>> Syntax is mostly irrelevant.
>Perhaps you are using a more restrictive definition of "syntax" than
* Probably so. I view syntax as the tight (in Ada) structuring sequence of symbols,
* critically important to the process of compilation to ensure a minimal level of
* correctness of expression. At the level of expression in English for a single
* sentence, syntax is extremely important. At the level of expression in Ada for
* a single subprogram, syntax is extremely important. It is the guarantee that
* we are exchanging information in the same language.
>> Well-built Object paradigm software cannot be intelligently viewed at the
>> source level. A graphical representation of the design is required.
>It's trivially true that a higher-level representation makes the
>design clearer. I assume you're comparing a graphical representation
>to an equal-level textual representation.
>But I would call that a change at the level of syntax, not semantics.
* Given your stated assumption that would indeed be correct. I was actually
* attempting to press the envelope a little harder though. I have a sense that
* we're limited in expression by the language(s) we are using, and the language(s)
* that we are using to represent OO concepts are largely textual. Of course, our
* spoken languages are also largely textual; and as such, we have enormous
* difficulty thinking outside that confining box.
* I'm agreeing with you, and disagreeing with you in the same breath here. Indeed
* if all we do is transform a textual OO program into a graphical representation,
* all we've done is a syntactic transform. Interesting, useful, and somehow
* underlines my point that a specific syntax for expression is mostly irrelevant.
* Please note that I'm not saying syntax is meaningless or not useful; far from
* that; I AM saying that a specific textual syntax probably carries more or less
* the same amount of information as any other textual syntax. So, I'm agreeing
* with you that the graphical syntax is probably only minimally more efficient
* at transmitting information.
>The change from text to graphics is a syntactic change, however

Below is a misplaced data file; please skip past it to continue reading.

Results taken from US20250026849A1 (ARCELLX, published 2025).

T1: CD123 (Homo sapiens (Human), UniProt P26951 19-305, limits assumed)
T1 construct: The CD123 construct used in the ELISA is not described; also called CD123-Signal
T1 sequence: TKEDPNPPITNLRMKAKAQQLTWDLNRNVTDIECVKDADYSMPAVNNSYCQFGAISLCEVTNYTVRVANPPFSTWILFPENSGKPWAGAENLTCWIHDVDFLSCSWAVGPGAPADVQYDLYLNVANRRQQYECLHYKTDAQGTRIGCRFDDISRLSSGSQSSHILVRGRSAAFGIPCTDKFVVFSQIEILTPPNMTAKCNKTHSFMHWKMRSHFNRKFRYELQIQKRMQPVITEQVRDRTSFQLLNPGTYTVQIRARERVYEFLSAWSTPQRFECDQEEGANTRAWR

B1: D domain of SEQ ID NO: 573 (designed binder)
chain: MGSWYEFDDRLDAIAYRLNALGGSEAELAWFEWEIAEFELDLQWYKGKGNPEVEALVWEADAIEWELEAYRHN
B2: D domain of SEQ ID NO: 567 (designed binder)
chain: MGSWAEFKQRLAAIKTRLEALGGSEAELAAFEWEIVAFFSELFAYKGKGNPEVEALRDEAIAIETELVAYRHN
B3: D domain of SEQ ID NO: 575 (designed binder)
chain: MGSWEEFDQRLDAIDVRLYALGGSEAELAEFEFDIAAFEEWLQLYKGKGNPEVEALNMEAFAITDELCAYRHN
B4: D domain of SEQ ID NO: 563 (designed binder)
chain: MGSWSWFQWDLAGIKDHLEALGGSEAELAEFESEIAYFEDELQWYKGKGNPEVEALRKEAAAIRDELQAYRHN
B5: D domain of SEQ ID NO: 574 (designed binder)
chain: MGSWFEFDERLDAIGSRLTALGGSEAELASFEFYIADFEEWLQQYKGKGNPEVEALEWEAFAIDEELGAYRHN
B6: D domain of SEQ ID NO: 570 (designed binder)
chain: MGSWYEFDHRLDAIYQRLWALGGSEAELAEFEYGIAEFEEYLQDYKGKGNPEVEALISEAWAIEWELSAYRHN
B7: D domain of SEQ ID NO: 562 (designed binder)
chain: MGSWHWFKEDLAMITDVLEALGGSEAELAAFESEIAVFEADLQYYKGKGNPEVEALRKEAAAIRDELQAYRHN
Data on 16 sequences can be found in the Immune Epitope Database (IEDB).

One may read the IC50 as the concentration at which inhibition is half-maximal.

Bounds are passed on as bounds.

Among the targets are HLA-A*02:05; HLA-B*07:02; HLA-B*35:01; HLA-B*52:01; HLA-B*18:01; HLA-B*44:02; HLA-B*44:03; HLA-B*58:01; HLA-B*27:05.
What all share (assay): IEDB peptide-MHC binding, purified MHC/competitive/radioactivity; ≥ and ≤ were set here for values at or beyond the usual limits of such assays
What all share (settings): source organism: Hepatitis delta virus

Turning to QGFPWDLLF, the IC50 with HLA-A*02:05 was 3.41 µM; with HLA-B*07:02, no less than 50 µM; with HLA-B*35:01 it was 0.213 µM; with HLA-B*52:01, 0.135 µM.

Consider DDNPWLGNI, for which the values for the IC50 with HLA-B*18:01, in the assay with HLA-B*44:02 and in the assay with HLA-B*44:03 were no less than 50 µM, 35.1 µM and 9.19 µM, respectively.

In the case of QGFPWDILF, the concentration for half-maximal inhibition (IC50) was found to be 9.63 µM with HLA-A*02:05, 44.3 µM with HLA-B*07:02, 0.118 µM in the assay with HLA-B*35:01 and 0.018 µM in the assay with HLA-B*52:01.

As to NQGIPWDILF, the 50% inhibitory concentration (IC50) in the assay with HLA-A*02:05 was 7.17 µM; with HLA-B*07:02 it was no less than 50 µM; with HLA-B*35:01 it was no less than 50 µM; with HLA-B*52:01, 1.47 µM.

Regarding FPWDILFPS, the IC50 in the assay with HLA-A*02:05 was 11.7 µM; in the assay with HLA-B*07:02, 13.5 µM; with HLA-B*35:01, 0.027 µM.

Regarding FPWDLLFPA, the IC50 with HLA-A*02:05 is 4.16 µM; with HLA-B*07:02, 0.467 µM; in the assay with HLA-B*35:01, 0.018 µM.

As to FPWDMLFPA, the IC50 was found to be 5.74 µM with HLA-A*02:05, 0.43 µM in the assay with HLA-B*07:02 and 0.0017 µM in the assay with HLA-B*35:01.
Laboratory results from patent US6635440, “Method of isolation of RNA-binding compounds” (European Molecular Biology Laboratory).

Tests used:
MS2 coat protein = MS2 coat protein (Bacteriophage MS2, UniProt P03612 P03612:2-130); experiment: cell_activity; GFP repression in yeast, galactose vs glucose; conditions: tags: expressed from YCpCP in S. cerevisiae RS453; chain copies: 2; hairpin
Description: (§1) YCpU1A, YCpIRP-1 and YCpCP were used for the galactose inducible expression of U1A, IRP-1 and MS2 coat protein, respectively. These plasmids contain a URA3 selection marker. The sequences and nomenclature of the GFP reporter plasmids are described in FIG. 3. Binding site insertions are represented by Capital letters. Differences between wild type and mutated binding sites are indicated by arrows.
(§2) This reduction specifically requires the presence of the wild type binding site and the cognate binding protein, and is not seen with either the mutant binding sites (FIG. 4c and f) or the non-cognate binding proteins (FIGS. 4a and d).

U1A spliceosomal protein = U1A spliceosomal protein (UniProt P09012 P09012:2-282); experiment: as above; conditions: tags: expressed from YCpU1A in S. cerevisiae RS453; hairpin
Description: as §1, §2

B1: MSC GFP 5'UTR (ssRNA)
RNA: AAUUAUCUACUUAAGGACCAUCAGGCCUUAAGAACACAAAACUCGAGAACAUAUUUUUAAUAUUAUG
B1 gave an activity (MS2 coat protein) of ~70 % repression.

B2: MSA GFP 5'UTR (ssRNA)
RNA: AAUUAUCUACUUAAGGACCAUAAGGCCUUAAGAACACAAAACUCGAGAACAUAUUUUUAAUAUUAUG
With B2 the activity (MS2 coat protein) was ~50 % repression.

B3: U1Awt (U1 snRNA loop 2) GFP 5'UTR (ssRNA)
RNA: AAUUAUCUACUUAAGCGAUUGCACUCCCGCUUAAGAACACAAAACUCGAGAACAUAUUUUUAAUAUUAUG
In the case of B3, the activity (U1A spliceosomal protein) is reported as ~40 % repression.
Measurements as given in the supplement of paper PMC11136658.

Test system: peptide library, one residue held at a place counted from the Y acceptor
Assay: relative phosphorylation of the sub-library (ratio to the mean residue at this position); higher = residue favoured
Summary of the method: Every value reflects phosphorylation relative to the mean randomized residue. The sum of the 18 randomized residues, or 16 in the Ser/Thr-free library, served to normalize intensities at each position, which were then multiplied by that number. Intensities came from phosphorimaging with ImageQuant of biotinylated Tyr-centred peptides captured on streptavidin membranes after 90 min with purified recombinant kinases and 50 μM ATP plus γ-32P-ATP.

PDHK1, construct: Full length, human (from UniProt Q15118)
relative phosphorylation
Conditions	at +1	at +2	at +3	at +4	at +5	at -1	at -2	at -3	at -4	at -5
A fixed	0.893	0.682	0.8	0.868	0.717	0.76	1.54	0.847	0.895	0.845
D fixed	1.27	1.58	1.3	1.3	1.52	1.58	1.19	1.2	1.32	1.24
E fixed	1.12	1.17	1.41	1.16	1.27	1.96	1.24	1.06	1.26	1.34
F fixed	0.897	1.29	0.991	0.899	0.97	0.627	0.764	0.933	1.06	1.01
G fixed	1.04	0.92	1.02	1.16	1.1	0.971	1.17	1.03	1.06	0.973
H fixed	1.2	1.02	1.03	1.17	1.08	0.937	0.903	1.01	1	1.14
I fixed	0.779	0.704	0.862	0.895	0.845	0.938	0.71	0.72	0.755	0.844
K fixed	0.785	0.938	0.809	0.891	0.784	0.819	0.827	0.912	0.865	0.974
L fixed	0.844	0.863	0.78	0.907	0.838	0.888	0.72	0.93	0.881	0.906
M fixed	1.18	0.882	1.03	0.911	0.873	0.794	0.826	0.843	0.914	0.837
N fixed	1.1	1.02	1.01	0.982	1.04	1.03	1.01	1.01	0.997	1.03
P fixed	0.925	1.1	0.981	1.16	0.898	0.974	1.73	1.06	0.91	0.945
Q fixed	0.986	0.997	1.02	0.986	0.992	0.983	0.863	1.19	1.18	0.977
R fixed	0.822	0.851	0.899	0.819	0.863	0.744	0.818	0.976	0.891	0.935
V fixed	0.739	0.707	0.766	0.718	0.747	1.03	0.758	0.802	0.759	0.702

>radical it may be. Both represent the same meaning, just in different
>formats. (As a counter-example, using "enumeration" to represent
>mutually exclusive values, instead of integer codes, is a change at
>the semantic level, however small.)
>Your own example shows where a syntactic difference can present the
>semantics of the program in a more clear and useful way.
>If the developer is working only with diagrams, it doesn't matter if
>the tool generates Ada or C or assembler or Forth.
>If the developer is going to work in the source code at some point, I
>think it is useful to represent more of the semantics in the code.
* OK, here's where I'm trying to dig down to. Using a graphical notation,
* we can reduce the quantity of syntax required to represent a given semantic
* notion. By reducing the notional to notational ratio, we increase the amount
* of signal and reduce the amount of noise; improving the overall experience.
>> It is high time that we, the community of software movers and shakers, bring
>> forth the reality of a new higher level of abstraction.
>Conceived in liberty, and dedicated to the proposition...
>Well, maybe so. My own mind and experience are more suited to
>"tuning" the current level of abstraction. While, perhaps, less
>important in the overall scheme of things, I think such issues are
>still worth considering.
* I would be silly to contest you on this. But, as most of this community is
* aware, I have a tendency to occasionally engage in something silly merely to
* find out if it's a worthwhile avenue to explore. Just think, if SofTech had
* backed down a bit on pricing, IBM would have taken the P-System rather than
* DOS. We wouldn't be having this conversation. We'd be discussing different
* sets of iconographic expression. **sigh**
* I see us (the Ada community) beginning to explore a spectrum of improvements
* to programmatic expression. We've had a true OO language to work with for a
* bit over three years now, and are just coming to terms with the expressivity
* available. I plan on blazing some new trails with the toolsets available
* within Aonix, but am going to need a groundswell of backing to engage in these
* conversations. I deeply respect the work that Grady Booch and James Rumbaugh
* et. al. have done in the region of graphical expression for analysis, modelling
* and design. What's missing is a sufficiently robust toolset to manage software
* modification throughout it's entire lifecycle. We have the particles, and the
* notion to join them together. The result is going to take some serious work
* and time.
* Thanks for a stimulating conversation
>Samuel Mize -- [log in to unmask] (home email) -- Team Ada
>Fight Spam: see http://www.cauce.org/ \\\ Smert Spamonam